Netcat

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Netcat

Introduction
Netcat, like so many hacker tools, was created to be a network analysis tool. Developed in 1995 by a fellow only known as “Hobbit,” Netcat was given to the IT community without compensation but has received scores of accolades.
However, while still useful, it has not been maintained, so Nmap produced a modern version of it with more up-to-date features. The new version is called Ncat and, for the most part, has the same commands as Netcat so that they can be used interchangeably.
You can use either Netcat or Ncat to open up TCP and UDP connections between two machines over any port your heart desires. Also, these tools can be used for port scanning, similar to Nmap. Netcat and Ncat can be used for port forwarding, proxying, simple web server, and leaving an open backdoor for the hacker, as well.
Features:
It acts as a simple TCP/UDP/SCTP/SSL client for interacting with web servers,
telnet servers, mail servers, and other TCP/IP network services.
It redirects the TCP/UDP/SCTP traffic to other ports or hosts by acting as a
SOCKS or HTTP proxy such that the clients specify their own destinations.
Netcat can even connect to destinations through a chain of anonymous or
authenticated proxies.
Encrypts communication with SSL, and transports it over IPv4 or IPv6.
It acts as a connection broker, allowing two (or far more) clients to connect to each other through a third (brokering) server.

What is Netcat Used For?
Netcat can be a useful tool for any IT team, though the growth of internally managed network services and cloud computing make that particular environment a natural fit. Network and system administrators need to be able to quickly identify how their network is performing and what type of activity is occurring.
Netcat functions as a back-end tool that allows for port scanning and port listening. In addition, you can actually transfer files directly through Netcat or use it as a backdoor into other networked systems. Partnered with a tool like Varonis Edge, you would receive an alert of any unusual activity and could then use Netcat to investigate. Lastly, Netcat is a flexible tool because of how it can be scripted for larger tasks.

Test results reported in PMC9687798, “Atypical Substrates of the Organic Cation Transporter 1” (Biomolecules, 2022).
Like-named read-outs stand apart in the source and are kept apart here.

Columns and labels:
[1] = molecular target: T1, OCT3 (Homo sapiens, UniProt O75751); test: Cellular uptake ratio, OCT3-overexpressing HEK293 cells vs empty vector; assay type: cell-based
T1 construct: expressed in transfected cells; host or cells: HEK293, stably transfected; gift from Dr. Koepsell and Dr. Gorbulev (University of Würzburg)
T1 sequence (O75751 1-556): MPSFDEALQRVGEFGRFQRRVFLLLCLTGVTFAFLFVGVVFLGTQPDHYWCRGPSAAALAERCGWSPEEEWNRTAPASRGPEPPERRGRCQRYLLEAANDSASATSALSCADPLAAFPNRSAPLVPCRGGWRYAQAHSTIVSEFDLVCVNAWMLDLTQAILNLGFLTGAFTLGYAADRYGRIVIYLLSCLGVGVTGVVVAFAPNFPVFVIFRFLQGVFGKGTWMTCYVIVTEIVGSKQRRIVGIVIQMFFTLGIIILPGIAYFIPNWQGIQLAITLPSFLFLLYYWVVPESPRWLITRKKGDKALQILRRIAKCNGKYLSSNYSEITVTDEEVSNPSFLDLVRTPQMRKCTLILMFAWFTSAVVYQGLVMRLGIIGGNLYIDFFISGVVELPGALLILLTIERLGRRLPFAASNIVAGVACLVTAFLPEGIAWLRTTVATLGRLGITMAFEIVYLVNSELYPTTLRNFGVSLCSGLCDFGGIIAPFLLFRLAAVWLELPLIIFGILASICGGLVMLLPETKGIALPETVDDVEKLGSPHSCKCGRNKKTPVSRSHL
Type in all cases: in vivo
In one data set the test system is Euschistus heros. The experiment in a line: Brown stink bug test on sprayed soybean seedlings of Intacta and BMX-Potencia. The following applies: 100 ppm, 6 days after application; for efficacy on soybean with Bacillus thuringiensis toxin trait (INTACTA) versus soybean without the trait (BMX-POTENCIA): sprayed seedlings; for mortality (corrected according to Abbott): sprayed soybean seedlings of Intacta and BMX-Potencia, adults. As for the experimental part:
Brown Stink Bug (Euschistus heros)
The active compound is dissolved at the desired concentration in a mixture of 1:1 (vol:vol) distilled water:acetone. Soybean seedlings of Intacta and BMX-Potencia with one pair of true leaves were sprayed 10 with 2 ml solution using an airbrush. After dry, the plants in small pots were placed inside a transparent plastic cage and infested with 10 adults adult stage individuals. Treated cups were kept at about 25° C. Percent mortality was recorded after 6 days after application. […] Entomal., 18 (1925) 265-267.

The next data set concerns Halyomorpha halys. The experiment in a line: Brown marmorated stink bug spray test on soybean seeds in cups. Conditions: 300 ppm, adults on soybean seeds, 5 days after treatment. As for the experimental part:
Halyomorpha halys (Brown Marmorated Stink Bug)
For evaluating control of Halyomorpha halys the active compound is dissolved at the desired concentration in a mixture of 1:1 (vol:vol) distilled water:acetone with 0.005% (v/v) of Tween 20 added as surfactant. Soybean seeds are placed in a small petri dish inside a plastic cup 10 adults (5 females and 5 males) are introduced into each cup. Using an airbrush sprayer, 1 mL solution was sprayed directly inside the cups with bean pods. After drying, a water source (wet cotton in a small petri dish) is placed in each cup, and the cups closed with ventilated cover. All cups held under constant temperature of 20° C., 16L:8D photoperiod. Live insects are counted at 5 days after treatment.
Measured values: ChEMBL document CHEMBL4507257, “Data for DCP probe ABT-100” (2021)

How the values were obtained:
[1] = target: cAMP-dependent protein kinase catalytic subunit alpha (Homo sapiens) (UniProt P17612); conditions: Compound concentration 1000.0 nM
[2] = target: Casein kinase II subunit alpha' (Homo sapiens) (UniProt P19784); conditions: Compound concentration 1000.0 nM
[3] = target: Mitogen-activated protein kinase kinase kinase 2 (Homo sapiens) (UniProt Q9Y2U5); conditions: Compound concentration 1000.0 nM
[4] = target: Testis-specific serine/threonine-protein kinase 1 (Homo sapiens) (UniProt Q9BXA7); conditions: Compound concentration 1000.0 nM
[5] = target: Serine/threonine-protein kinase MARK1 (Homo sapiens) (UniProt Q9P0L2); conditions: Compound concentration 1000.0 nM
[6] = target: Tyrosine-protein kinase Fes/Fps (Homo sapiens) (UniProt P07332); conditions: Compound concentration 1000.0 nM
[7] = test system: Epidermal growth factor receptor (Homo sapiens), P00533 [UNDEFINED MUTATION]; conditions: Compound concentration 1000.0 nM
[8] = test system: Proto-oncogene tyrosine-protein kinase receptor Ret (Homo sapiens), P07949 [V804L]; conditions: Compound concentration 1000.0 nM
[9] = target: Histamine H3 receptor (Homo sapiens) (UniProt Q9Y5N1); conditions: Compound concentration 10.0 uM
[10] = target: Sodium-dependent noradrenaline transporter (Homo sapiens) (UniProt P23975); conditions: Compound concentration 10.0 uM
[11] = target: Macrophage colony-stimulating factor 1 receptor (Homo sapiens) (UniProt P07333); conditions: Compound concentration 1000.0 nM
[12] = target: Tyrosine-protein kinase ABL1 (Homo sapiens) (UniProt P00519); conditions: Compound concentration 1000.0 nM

Port Scanning with Netcat Commands
When trying to diagnose a network issue or performance problem, executing a port scan with Netcat is a smart first step to take. The scan will check the status of all ports on the given domain or IP address so that you can determine whether a firewall or other blocking mechanism is in place. A basic port scan command for an IP ncat address looks like this:

Result:
UDP Scan with Netcat
We also can scan the UDP ports using Netcat. With the help of the following
command we have scanned the UDP port using netcat.
Result:
Banner Grabbing using Netcat
Banner grabbing is a collection of information from the host machine. We also
can do it using netcat. We run following command to see information of services
running on a specific port:
Result:
Chatting using Netcat

Netcat can also be used to chat between two users. But before that, we need to establish a connection. To set this all up, we’ll be using two devices – one will play the role as an initiator and the other one will be a listener. As soon as this connection is established, the communication can bedone from both ends. Let’s check out this scenario, where two users with different operating systems communicate with each other over a Netcat establishedconnection. Initially, kali’s root user needs to set up his netcat “listener” over a specific port, to build up a network connection. Run the followingcommand to do so:

 

The following screenshot shows that shearing has started
Now we can download it from another system.Here for an example we have used the Metasploitable terminal from pc. From another terminal we need to run the following command to save the file. Here we need the IP address of our Kali Linux machine (we are using local IP).
Result:
Kali root:
Meta User:
File Transfer
Netcat offers us an opportunity to transfer files from one device to another over a network. Let’s follow up with a scenario, where a kali user is exempted from transferring his files to a user at an Metasploitable machine. From the below image the user over the kali machine sets up a listener at port number 5555, and shares file.txt using the “<” parameter.
From the below image you can see that the Meta user has successfully grabbed the file.txt file from 192.168.234.128 which is nothingbut the kali user’s IP.
Linux Reverse Shell
As discussed earlier netcat can perform anything, so now we’ll try to exploit the target’s machine with the help of “msfvenom” to createapayloadandwillsetup a netcat listener to grab a session.
Let’s try to create a payload using the followingcommand:
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